When you run your own business, sacrifice is big. You sacrifice family time, you sacrifice going out with your friends, you sacrifice money. But the internal gain is so great, that it’s really more of a tradeoff than a sacrifice. That’s the way that I see it. But I will say, if you’re not down with some hard work, you might want to rethink things. It’s not a nine to five job, it’s five to nine. And then you’re dreaming about it and waking up in the middle of the night thinking, did I do that thing? And even when you’re exhausted, you’ve got to keep your eye on the prize. Otherwise it runs out of control. And that’s why finding moments for yourself are so important. You’re putting so much out, you need to put a little back in. Personally, meditation is key for me. No matter what your day looks like, you need to find time to be kind to yourself.
The business is who I am, it’s what I love. My family is who I am, it’s what I love, so it was so instinctual that the two should come together. There is enough love to go around everything. I had always envisioned a place where I could do what I love and have my children there with me. After I gave birth to Paloma, she was here for ten months straight being breast-fed. Behind my desk I had a crib and a high chair. I had a nanny who met me here every day. When I went to my first Barney’s product knowledge seminar, I brought Palmoa. They were all passing breakfast around and Paloma was being passed around as well. And then I had my son Leo, which made things more crazy. But you have to embrace it. There’s no such thing as normal. You have to embrace everything that comes to you. If something feels like a challenge or a drag, look at it in a different way. When I want to complain or I hear people complain, I think, ‘If this is as bad as it gets, it’s not that bad.’ There are plenty of people, no matter where you stand in life, who have it a hell of a lot worse than you, so take that strength and figure it out.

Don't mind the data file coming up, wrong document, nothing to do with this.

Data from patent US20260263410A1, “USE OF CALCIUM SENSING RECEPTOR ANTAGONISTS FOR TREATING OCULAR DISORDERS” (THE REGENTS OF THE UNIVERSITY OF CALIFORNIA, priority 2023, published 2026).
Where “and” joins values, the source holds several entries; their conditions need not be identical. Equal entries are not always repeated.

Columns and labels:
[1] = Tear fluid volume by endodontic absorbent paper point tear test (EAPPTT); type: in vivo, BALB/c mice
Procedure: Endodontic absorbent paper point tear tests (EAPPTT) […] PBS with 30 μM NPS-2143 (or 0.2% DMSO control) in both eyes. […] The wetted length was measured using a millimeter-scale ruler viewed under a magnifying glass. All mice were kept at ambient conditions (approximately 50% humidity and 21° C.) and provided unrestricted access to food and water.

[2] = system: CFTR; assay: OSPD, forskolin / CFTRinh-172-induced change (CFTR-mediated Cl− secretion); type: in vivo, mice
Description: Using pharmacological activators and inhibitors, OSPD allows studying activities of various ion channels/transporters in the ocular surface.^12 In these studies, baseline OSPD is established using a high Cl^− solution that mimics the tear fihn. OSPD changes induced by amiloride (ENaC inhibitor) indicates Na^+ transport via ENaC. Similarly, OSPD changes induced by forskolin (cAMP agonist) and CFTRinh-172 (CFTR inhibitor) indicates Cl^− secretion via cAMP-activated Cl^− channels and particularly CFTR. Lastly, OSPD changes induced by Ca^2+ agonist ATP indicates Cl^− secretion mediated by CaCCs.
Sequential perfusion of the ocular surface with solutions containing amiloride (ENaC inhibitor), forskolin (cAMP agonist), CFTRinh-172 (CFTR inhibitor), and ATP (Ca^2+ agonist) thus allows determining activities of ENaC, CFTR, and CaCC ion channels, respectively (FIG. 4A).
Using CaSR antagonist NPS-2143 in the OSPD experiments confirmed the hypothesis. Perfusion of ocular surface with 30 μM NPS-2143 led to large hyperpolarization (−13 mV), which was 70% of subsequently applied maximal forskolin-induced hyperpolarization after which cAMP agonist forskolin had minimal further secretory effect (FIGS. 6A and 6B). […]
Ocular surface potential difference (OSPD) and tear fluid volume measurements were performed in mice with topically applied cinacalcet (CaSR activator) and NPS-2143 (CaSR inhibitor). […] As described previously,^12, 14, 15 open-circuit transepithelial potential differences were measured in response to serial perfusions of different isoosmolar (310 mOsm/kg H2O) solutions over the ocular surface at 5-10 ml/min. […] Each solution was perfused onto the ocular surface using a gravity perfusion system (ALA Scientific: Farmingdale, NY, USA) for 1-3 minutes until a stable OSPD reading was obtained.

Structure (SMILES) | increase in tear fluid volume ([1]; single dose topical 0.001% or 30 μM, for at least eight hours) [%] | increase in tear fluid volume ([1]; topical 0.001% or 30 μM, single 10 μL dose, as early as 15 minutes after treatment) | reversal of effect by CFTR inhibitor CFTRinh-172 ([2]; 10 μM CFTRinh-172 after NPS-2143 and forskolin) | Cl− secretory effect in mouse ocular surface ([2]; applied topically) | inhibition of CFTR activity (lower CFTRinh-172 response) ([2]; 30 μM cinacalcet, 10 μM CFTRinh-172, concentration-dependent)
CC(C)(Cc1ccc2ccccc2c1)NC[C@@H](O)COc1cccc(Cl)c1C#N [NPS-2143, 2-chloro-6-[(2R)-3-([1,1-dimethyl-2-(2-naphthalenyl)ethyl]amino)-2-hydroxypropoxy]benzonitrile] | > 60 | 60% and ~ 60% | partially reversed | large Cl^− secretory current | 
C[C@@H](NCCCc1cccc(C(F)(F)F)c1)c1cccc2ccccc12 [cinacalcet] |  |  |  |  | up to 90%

I don’t think that I’ll ever get to a place where I’m like, ‘Great. I’ve hit it. I’ve got the car. I’ve got the house. Now let me turn my phone off.’ I don’t think there’s a finish line. In my 20s, I travelled extensively. Then I started a little retail store, that by anybody else’s definition might have been a failure, but for me it wasn’t because I learned so much. All of those lessons, I bring with me today. Sometimes you’ll find your way by failure and sometimes by success. In my 20s it was more of a spiritual, internal journey, in my 30s it was styling, and in my 40s it’s this. And who knows what’s next? My goal for 50 is to be able to do a headstand for a really long time!”
At the end of this interview, Andrea’s eight-year-old daughter put her hand up and said she wanted to read something to the crowd that she had written. Here is what she wrote that night and read to her mother and the room full of people (minor punctuation added for clarity). And yes, everyone started crying.
“When I grow up I want to be like you. You are so lucky that you followed your dreams and everybody here should do that. Mistakes help you learn! If you try something and don’t get it, still reach for your dreams. Brave, kind and dream, but really love your dreams if somebody makes fun of you or your dreams still reach for them, still go for them. And just take a break, hug somebody. In a book called the North Star (it's great you should read it) a boy takes a path in a forest. All these animals tell him to go the path they think but not him. He takes his own path. So all the people here, pick your own road. It’s your life. Pick the choices you want. My choice is to be like my mom. Be brave, kind and love love love everything and especially look on the bright side.”
—Paloma Lieberman, age 8.